Using the S-word

Using the S-word

Is submission a dirty word? Do you hear it and immediately assume that being submissive is somehow less than dignifying?

If so, then you will surely be among the critics of New Mexico Congressman, Steve Pearce, who suggests in his new book, “Just Fly The Plane, Stupid”, that women should “voluntarily submit to their husband’s loving leadership”. But perhaps we should slow down a bit and consider the possible wisdom in those words.

Now before you scream for my misogynist, backward-facing head, let me explain what I mean.

There is real value in submission, in the willingness to give ourselves over to someone or something, at least some of the time. In fact, submission, done well, can be one of the most liberating human experiences that we can know, especially in a world where we are expected to have greater and greater mastery over so many things, and are often made to feel we are failing when we don’t.

In submitting, we give over the pretense of control which we work so hard to maintain in so many parts of our lives. In submission, we can locate the sense that we are part of something larger than ourselves, and that sense can heal so much of the loneliness that infects so many people’s lives.

Submitting is not an excuse for avoiding doing all that we can in any given situation, but simply a loving acceptance that we are not all that there is, that we cannot always accomplish all that we would want to, and that that is okay.

I also think that as Mr. Pearce said, whatever submission we practice, it has to be voluntary. Of course, for anything to be voluntary, the option of not doing it must be equally viable.

Would the Congressman join me in equally supporting those women who do not want to submit to their husbands’ leadership — loving or otherwise? Does he support the notion of husbands submitting to wives? Does he embrace that on any given day, and in any given relationship, the roles can change? If not, then the submission for which Pearce so powerfully advocates, is not truly voluntary. It’s just him accepting that he doesn’t have the legal power to coerce the one kind of submission in which he believes.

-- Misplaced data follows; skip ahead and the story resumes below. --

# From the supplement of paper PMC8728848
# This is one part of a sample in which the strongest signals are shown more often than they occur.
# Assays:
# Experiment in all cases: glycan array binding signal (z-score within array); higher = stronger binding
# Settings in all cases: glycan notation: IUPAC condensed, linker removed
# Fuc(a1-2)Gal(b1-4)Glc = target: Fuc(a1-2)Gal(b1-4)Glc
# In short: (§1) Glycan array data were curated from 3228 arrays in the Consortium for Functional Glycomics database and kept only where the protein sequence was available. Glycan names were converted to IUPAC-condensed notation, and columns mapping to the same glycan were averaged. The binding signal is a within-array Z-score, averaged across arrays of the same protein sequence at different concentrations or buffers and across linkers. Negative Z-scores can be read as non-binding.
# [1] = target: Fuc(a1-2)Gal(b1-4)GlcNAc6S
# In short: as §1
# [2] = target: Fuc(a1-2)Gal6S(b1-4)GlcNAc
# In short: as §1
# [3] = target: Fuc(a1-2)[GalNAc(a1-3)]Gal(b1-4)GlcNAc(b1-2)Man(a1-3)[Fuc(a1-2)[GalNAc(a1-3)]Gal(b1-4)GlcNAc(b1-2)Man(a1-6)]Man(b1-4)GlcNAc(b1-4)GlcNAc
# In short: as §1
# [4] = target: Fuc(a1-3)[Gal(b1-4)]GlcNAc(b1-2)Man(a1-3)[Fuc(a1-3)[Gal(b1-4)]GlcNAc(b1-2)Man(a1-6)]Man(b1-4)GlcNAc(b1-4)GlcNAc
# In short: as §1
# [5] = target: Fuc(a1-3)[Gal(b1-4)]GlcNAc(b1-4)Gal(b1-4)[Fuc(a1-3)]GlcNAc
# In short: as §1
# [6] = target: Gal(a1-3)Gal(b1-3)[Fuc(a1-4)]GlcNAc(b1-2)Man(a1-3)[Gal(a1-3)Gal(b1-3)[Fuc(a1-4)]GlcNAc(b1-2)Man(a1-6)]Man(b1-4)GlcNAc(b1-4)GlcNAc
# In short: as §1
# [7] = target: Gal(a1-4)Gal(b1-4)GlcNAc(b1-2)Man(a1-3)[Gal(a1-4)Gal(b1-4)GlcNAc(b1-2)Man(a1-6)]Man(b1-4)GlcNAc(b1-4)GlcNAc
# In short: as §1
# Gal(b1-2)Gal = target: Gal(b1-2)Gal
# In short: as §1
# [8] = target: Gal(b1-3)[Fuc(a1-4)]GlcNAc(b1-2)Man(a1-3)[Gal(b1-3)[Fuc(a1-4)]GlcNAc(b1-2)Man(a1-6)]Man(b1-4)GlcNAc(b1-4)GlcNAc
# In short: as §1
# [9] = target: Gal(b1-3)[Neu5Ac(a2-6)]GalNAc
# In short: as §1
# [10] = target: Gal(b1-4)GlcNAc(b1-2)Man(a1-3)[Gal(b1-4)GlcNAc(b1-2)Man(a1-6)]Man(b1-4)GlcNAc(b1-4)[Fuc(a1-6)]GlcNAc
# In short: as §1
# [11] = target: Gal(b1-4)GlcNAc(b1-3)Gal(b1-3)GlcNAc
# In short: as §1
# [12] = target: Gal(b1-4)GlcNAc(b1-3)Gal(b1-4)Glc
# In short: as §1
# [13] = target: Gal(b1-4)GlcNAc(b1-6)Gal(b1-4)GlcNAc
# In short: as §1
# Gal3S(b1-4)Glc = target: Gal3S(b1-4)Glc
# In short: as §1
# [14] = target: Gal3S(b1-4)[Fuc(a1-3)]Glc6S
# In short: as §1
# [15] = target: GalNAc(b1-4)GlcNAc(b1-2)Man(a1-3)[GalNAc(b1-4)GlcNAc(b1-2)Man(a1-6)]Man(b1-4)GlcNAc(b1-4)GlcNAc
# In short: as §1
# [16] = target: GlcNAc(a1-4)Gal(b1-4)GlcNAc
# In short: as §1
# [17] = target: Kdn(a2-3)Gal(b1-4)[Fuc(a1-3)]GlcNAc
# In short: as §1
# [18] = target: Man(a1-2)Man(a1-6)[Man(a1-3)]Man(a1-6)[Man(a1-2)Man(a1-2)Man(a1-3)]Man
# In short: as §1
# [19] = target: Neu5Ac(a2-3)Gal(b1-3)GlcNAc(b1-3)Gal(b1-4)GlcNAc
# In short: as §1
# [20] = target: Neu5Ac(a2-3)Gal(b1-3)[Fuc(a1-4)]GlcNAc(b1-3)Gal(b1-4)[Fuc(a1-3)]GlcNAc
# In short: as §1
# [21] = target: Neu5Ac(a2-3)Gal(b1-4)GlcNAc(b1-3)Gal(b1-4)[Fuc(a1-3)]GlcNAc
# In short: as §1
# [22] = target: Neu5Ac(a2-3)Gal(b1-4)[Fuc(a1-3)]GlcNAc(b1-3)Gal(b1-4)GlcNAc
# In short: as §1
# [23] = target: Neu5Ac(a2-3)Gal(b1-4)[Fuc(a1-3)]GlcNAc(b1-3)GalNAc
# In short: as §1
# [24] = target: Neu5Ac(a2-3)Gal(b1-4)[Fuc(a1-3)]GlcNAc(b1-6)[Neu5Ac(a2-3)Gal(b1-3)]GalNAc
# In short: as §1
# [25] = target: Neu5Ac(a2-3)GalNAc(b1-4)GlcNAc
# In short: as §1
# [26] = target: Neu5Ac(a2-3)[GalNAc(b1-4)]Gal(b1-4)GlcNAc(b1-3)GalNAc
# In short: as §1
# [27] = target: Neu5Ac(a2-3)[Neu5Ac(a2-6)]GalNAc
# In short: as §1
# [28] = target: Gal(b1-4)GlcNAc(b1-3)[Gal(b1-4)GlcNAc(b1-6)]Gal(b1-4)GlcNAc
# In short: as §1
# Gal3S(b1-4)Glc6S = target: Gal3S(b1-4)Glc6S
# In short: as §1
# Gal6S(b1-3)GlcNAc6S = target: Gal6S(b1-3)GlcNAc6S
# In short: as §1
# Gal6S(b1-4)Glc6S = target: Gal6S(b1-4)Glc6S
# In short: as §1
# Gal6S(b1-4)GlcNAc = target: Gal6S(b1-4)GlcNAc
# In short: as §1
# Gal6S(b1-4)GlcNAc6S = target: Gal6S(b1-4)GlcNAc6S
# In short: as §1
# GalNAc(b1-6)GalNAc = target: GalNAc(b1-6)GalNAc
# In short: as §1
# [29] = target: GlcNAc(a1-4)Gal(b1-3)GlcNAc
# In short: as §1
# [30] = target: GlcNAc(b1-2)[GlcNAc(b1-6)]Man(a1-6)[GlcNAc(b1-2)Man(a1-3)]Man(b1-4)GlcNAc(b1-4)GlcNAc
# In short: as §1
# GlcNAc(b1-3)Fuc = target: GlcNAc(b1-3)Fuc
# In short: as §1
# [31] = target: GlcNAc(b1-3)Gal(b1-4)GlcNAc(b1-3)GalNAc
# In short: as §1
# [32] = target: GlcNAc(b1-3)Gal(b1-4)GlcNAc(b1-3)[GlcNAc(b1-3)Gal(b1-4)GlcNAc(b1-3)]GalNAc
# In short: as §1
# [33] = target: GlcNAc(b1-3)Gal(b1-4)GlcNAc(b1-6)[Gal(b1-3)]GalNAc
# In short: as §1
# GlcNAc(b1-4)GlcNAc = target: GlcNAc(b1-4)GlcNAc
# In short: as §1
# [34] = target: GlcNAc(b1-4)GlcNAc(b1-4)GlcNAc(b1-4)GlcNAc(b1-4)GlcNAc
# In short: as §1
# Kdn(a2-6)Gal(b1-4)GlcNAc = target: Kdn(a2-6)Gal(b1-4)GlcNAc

The positive power of submission rests in the assumption of it being freely chosen. Only under those circumstances can it be truly liberating and dignifying. Voluntary submission reflects a balanced and healing possibility in a world filled with people who either embrace the power of personal choice (Volunteerism) while forgetting that it’s never just about us, or those who embrace submission while forgetting that without freely choosing to what and whom we submit, it’s not submission, it’s slavery.

So yeah, go ahead and use the S-word. Use the V-word too. They are not dirty words at all, and together, are critical parts of wisely lived lives.

To hear Brad discuss more on the topic of submission, be sure to watch this video from Odyssey Networks.


Brad Hirschfield

Brad Hirschfield is the co-founder and co-executive editor of The Wisdom Daily. A rabbi, Brad has been featured on ABC's Nightline UpClose, PBS's Frontline, Fox News and National Public Radio. He wrote a long-standing column, "For God's Sake," for the Washington Post, and has also written for The Huffington Post and Beliefnet.com. He authored the book, You Don?t Have To Be Wrong For Me To Be Right: Finding Faith Without Fanaticism. Brad also serves as President of Clal, The National Jewish Center for Learning and Leadership, a leadership training institute, think tank and resource center in New York City.

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  1. […] submit to her husband."? Brad Hirschfield explores submission and the word "voluntary" in this earlier post on The Wisdom Daily and in the video […]

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